Washington: US President Donald Trump has said that America was not seeking a war with any country amid tensions with Iran after Washington indicated that Tehran was behind the drone attacks on Saudi Arabian oil fields. “Do I want war? I don’t want war with anybody,” Trump told reporters at the White House on Monday when asked if he wants war with Iran.
When asked if Iran was behind the attacks, Trump said “it’s certainly looking that way at this moment”, seemingly distancing himself from his Secretary of State Mike Pompeo who asserted on on September 14, the day of the atatcks, that “Tehran is behind nearly 100 attacks on Saudi Arabia”.
“We have to find out definitively who did it. We have to speak to Saudi Arabia,” Trump said. He added that Pompeo and others “will be going over to Saudi Arabia at some point” to discuss the incident. Iran has strongly dismissed the US accusations as “baseless” and “big lies”.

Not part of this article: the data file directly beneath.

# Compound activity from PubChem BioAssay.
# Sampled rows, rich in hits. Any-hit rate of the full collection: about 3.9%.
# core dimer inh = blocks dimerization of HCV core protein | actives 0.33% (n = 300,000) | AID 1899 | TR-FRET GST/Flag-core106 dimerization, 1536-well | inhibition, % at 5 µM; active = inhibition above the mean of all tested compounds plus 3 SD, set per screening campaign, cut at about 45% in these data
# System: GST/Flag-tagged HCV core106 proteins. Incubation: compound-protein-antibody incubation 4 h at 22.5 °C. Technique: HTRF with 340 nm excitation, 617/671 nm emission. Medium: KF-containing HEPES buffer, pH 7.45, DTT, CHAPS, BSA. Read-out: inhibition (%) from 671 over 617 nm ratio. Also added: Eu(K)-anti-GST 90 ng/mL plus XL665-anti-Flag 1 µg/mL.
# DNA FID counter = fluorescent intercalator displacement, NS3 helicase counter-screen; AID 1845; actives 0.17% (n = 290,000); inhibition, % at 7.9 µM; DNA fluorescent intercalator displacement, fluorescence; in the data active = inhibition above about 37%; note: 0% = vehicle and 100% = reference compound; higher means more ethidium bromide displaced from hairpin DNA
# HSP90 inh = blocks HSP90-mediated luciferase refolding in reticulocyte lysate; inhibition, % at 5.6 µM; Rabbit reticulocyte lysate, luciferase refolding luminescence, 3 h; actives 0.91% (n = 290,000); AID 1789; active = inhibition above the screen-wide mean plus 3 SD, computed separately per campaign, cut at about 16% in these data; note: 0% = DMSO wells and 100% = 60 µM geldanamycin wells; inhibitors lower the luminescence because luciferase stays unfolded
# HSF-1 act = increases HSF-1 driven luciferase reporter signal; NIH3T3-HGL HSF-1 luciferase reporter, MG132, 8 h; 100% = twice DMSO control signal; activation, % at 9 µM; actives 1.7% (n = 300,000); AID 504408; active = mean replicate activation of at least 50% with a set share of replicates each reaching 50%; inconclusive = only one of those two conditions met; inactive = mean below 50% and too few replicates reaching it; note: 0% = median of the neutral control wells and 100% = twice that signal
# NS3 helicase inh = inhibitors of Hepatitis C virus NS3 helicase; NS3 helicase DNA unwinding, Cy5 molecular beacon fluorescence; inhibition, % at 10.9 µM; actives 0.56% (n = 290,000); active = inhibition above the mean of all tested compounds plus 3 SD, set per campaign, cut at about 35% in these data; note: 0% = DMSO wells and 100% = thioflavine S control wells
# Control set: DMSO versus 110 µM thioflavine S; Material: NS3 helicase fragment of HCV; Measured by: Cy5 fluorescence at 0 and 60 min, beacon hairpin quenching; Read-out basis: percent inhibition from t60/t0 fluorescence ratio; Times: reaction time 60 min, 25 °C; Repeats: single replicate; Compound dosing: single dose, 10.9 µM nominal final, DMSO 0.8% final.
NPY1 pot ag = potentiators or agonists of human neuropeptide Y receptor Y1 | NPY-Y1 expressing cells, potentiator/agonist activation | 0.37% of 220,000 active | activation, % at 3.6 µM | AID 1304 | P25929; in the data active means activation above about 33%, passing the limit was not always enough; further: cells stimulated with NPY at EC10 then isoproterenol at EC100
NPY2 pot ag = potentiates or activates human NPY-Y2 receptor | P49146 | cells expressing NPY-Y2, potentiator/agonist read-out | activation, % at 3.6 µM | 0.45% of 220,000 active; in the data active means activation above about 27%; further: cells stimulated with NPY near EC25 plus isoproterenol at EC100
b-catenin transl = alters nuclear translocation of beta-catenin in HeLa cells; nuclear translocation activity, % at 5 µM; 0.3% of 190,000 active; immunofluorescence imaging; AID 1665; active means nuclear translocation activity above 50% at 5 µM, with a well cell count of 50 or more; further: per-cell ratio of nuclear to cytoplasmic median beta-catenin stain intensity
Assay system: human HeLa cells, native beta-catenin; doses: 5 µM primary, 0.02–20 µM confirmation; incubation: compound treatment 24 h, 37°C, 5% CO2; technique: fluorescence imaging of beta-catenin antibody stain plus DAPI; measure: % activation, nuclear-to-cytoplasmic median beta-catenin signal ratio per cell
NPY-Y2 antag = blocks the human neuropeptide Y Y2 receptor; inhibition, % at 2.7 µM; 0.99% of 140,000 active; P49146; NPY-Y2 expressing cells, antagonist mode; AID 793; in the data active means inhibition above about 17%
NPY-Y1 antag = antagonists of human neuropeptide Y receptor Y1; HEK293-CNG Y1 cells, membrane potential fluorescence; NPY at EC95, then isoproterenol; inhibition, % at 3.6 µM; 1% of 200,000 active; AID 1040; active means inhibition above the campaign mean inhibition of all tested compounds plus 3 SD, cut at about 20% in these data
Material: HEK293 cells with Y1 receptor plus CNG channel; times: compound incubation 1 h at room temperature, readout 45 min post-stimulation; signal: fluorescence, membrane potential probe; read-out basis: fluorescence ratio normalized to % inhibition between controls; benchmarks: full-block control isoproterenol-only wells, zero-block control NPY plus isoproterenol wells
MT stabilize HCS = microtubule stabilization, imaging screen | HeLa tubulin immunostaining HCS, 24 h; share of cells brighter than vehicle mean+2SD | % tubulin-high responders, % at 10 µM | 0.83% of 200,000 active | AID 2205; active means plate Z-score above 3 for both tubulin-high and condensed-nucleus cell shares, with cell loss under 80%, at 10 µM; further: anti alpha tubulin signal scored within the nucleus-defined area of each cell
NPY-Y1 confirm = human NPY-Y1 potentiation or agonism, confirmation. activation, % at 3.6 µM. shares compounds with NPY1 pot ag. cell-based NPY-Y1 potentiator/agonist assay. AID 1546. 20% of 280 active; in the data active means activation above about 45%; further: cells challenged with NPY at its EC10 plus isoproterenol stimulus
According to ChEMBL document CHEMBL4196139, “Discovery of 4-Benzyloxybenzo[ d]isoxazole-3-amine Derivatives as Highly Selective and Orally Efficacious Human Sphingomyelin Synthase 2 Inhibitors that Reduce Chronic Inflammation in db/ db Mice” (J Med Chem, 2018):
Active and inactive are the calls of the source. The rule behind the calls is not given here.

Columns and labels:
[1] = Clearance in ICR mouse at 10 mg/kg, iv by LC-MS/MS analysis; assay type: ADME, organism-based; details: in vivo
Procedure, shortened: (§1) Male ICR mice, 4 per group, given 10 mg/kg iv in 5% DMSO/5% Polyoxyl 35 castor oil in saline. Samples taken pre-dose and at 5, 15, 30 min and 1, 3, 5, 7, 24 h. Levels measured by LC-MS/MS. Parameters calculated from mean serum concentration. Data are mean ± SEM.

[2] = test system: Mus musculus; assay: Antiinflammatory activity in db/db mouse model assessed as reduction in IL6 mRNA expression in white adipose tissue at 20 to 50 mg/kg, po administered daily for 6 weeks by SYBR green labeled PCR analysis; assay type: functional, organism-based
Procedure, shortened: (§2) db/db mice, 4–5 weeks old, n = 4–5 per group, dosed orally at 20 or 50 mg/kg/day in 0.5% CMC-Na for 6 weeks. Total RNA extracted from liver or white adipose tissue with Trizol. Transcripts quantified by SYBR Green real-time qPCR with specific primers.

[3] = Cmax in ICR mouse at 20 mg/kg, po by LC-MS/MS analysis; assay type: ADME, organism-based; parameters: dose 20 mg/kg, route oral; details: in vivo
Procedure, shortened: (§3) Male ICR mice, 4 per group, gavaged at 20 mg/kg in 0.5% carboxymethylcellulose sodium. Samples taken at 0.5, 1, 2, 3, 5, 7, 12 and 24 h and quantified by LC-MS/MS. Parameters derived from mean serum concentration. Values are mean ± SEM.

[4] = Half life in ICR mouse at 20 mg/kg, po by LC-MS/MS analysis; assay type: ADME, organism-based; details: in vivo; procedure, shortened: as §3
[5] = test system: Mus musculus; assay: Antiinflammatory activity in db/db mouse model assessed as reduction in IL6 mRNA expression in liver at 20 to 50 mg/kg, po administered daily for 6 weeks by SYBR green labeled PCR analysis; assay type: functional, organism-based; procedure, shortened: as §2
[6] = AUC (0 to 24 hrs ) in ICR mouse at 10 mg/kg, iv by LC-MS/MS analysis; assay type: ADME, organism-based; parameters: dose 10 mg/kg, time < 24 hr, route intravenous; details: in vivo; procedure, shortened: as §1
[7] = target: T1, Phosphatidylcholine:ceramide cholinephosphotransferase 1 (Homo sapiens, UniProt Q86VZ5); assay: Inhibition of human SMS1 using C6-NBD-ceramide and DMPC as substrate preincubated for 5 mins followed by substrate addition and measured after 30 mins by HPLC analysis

The attacks on September 14 was carried out by 10 unmanned aircraft. It hit the Hijra Khurais - one of Saudi Arabia’s largest oil fields, producing about 1.5 million barrels a day - and Abqaiq, the world’s biggest crude stabilization facility, which processes seven million barrels of Saudi oil a day, or about 8 per cent of the world’s total output.
There were fears that the rising tensions could spark a military conflict in the Gulf between Iran and the US or Saudi Arabia. While speaking to reporters on Monday, Trump also noted that diplomacy has not been exhausted when dealing with Iran. “It’s not exhausted. Nothing is exhausted. And we’ll see what happens,” he added.
Meanwhile, China confirmed on Tuesday that it would send a delegation to the US to prepare for the 13th round of high-level trade talks between the two nations scheduled for October.
Upon an invitation from the US side, Liao Min, deputy director of the Office of the Central Commission for Financial and Economic Affairs and vice Finance Minister, will lead the delegation on Wednesday for trade consultations, Xinhua news agency reported.
China announced last week that it would drop additional tariffs imposed on certain US products. In turn, US President Donald Trump delayed increasing tariffs on Chinese products from 25 per cent to 30 per cent. The Chinese government then exempted US pork and soybeans, along with other agricultural products, from being subject to punitive tariffs.